Psychologists say that fear is the human emotion that alerts us to the presence of danger… so I repeat, the moment that one starts to fear a religious leader, that is the moment one should leave the group.


The sociologically recognized characteristics of a cult are:


 Authoritarian Leadership- Meaning all power and authority over the group resides in the leader as was the case with Jim Jones.


 Exclusivism- Cults often believe that they alone have the truth. The cult views itself as the single means of salvation on earth.


 Isolationism-Cults can require members to renounce and break off associations with parents and siblings.


 Opposition to Independent Thinking- Some cultic groups discourage members from thinking independently and teach their members that the proper response is merely to submit.


 Fear of Being “Disfellowshiped”– in cults people are urged to remain faithful to avoid being “disfellowshiped,” or disbarred, from the group.


 Threats of Satanic Attack- Finally, as mentioned earlier, cults often use fear and intimidation to keep members in line. For example members may be told that Satan will attack them. Such fear tactics are designed to induce submission.


As I mentioned earlier Tim Omotoso is innocent until proven guilty.


In that light perhaps I don’t have enough information about his organisation and its operations in order to label it “a cult”, although ostensibly, his group is leaning in that direction.


I’m sure that the various witness accounts during the course of his trial will give us a clearer picture.


But still, he must be given a chance to defend himself in court.


Having said that, and in conclusion, I think it’s important for us as members of society to encourage more discussions focused around religious groups, their practices and doctrines.


Such discussions should take place in the mainstream media, in schools, in the workplace and even in families.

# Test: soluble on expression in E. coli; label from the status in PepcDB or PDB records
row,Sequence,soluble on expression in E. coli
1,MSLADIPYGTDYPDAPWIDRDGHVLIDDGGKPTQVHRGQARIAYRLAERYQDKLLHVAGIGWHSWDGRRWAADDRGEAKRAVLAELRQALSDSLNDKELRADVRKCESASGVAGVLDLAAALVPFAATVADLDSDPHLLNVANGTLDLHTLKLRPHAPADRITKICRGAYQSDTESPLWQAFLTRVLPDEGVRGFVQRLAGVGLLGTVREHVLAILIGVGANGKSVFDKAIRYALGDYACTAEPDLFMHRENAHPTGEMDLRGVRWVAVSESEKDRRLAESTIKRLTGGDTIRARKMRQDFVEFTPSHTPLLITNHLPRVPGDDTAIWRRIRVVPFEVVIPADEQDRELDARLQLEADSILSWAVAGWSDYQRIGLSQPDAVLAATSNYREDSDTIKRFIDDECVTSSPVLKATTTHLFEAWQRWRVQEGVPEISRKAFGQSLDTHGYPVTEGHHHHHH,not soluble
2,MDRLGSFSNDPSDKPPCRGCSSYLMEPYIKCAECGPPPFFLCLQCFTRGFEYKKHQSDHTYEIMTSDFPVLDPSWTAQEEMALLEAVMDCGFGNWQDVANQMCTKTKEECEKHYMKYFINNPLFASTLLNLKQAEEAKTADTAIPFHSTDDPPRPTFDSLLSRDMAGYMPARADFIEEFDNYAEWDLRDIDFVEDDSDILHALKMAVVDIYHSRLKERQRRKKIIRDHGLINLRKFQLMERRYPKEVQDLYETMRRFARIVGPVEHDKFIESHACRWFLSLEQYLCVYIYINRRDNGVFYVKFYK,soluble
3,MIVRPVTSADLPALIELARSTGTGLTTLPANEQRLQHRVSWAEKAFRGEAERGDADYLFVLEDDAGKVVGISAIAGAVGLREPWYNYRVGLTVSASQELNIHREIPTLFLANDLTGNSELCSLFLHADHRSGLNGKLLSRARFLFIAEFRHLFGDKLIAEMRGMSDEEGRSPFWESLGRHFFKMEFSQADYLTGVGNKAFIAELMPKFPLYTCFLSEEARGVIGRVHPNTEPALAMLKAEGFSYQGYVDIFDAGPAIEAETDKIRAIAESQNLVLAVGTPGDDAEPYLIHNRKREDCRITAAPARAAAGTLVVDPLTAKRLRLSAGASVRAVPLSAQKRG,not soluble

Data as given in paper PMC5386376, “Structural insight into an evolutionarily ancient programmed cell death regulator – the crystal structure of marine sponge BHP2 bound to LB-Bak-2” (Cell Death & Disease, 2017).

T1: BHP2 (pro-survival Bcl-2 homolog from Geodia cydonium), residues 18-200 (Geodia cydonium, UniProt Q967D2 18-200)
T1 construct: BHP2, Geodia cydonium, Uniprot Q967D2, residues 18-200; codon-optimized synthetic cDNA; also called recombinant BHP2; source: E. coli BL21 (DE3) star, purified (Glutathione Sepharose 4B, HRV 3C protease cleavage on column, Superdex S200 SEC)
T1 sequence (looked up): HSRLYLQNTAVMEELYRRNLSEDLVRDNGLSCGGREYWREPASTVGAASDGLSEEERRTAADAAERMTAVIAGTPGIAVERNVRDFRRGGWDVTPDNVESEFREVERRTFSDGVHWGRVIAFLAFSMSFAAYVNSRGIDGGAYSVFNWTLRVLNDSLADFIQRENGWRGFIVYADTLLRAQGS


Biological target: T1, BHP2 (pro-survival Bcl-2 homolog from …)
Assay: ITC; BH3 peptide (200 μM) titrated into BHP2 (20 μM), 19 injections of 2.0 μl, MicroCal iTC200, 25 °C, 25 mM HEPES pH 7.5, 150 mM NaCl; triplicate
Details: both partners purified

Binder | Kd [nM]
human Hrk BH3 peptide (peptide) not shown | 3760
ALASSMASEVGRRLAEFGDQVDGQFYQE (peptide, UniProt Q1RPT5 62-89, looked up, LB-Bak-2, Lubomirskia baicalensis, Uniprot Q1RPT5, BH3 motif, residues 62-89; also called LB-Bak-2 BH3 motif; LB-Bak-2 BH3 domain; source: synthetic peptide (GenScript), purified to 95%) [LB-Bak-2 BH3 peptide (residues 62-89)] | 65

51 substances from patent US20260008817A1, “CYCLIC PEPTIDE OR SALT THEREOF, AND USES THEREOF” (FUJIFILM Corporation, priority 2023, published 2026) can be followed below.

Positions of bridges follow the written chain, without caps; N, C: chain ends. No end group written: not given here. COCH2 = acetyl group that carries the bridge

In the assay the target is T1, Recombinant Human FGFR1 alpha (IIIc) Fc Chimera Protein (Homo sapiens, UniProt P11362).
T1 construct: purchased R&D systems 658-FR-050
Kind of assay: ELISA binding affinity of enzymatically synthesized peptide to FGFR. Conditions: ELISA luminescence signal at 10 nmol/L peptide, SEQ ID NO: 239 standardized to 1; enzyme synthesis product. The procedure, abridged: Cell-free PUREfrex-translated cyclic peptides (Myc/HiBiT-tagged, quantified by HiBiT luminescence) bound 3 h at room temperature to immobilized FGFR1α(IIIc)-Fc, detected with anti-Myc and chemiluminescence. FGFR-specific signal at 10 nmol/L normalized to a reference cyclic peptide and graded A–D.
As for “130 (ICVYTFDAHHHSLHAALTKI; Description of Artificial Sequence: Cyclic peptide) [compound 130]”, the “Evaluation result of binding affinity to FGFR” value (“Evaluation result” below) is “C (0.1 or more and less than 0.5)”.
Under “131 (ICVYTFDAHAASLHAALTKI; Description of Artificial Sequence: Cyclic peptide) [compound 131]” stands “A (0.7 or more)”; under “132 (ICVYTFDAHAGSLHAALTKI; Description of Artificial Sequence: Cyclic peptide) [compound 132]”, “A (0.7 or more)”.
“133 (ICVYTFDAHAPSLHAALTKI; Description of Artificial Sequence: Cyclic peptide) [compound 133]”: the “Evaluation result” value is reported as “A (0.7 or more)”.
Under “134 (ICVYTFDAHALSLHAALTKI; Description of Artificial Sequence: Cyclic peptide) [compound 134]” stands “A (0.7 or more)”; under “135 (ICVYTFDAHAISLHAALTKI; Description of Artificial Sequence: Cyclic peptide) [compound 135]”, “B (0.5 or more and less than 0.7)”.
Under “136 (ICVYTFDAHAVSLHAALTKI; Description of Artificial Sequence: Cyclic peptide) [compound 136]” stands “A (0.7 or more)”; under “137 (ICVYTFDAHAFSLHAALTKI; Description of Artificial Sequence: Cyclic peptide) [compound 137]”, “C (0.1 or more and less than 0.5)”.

While I for one strongly believe in freedom of religion and freedom of association, I also think that it’s important for members of society to conscientize each other on what constitutes “good faith” or “bad faith” (i,e: good or bad religious practices).


In my view, the best way to empower members of society against cults is by conscientizing people on what a cult is, and how to identify a cult. That way people will empowered to make better decisions on whether or not to join a particular religious group.


One thing for sure is that there is an increasingly dangerous trend of fantasy religiosity occurring throughout Africa under the guise of Charismatic Pentecostalism.


Nowadays there seems to be an oversupply of “prophets” who thrive on the mystically bizarre.


In recent times we have heard about congregants who were made to eat snakes and sometimes grass by their “prophet” leaders.


In Zimbabwe we have heard of the so-called “prophets” speaking about “miracle money,” miracle pens” and “anointed condoms.”


Perhaps these “prophets” thrive because of the predominant poverty on the continent and the desperation of the people for quick-fix solutions.


Whatever the reason, the best way to protect our people from cults, is to ensure that they are empowered to make better choices through educational and informative programs.


Tau Tawengwa  Executive Director





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Zimbabwe is Open for Business: Time to Buy Zimbabwe


I recently had interesting discussions with family members and colleagues regarding the repeated reports about cement shortages being experienced in Zimbabwe and the causes thereof.